Wednesday, January 07, 2009

Fare Thee Well New England Shore

I’ve been intermittently staring at a blank white page on my computer screen for most of the morning now, trying to find the motivation/inspiration/punctuation (wait, what?) to post a real, honest-to-goodness blog update that consists of words and thoughts rather than links, embeds, and bullet points. Over the last year, every blog I read on a regular basis has slowed posting to the point of non-interest, mine included. Why? What is the reason for this national, irrational ennui that seems to be sweeping over us? Is it just that we have all grown tired of trying to inform the masses about our daily thoughts, hopes, and dreams? Has the Facebook/Twitter/IM/Chat phenomenon altered our communications so much that my life at any given moment can be summed up in two sentences or less? Or do I just not care anymore?

My life, my family’s life, is not one that can be summed up, all consideration to Inigo Montoya aside. However, setting time to actually write something I consider being of some value to the reader is more of an issue now than it used to be. Life getting in the way? Status Updates are the ready-made solution.

Here’s mine for today, not summed up at all:

Oh my God, here we go again.

Yup, for the fourth time in eight years, we have moved. The difference is that this time around, we moved out of necessity. Back in September, just about six months after everyone had realized that Indian casinos were not recession-proof, my position here at Foxwoods/MPTN came within reach of the grasping claws of our failing economy. My contract was not to be renewed for the upcoming year.

Throughout my career, I have never had any difficulty finding employment. I have been met before I walk out the door with at least one job offer. This time, however, things were different. In the past four months, I have sent out over 50 applications, been in contact with no less than 10 recruiters, and have only had two interviews to show for my efforts.

I am very good at what I do. There is simply not enough development and construction happening to accommodate the ever-growing number of professionals who are now looking for work. At one point, I was told by one recruiter that he could not even place an executive with 30 years of experience.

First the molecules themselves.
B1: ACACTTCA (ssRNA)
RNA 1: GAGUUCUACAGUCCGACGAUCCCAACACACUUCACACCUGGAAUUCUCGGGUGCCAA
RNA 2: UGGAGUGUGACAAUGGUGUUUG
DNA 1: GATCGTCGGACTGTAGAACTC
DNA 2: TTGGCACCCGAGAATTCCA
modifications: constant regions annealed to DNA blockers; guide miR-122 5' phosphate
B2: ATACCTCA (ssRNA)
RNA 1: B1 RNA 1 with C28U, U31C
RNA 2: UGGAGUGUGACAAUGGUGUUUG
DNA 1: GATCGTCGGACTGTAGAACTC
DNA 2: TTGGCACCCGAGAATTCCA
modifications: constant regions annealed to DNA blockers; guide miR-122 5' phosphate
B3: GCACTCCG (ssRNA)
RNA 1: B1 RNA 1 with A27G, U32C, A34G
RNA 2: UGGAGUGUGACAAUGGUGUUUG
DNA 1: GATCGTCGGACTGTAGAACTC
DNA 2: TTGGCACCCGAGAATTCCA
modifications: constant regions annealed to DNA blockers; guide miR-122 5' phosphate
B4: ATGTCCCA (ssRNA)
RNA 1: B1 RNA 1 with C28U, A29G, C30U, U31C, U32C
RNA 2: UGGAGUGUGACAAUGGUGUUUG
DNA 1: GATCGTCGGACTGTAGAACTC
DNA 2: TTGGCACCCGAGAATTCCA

Faced with the real possibility of having to find interim employment, we made the decision to leave Connecticut and move back to Buffalo. We have more family support available there. We have property there. We would be able to move into the house next to Leah’s mother. And our cost of living would decrease significantly. Unbelievably, the job market in Western New York is actually better than that of Southeastern Connecticut and Rhode Island, so there was a better chance for me to find a position up there anyway. Based on what I had received for feedback, there was also a real chance that I would end up having to travel for work beyond what my family could do or what we were comfortable with. Being in Buffalo would give Leah and the boys the security, and support they would need if I was forced to work somewhere they could not go.

So the weekend before Christmas, we packed up a moving truck, and I drove across New York State again. All things considered, the move went amazingly smooth.

We were then blessed with the best thing to come out of this craziness, and that was Sam being admitted to the Elmwood Village Charter School. It is considered the best school in the city right now. There was one opening available for the entire City of Buffalo, and somehow the Gods smiled down upon us and granted him admittance. Sibling preference assures that Noah and Aidan will go there next year as well. The twins are now in a great full-day pre-K program on the Buffalo State University campus.

Then, one more piece of good fortune. One of the two companies that I actually had interviews with offered me a position last Friday. I accepted and will start my new job this coming Monday. In Buffalo. About two blocks from Sam’s school. I’m going to be building hotels all along the eastern seaboard for a private firm whose owner used to take his children sailing in Mystic during the summer.

So despite the frustrations, the worries, the anxiety, the fights, the tears, and the endless hours of hopeful speculation and contingency planning, things seem to be working out. We will miss our friends and family in Stonington/Westerly very much. But we will return for long vacations in the summers. My brother Chris’ mother-in-law put it best.

“You were meant to live in Connecticut for a reason, now you’re meant to live in Buffalo. Life is going to happen whether you like it or not. And really, it’s only a drive across New York.”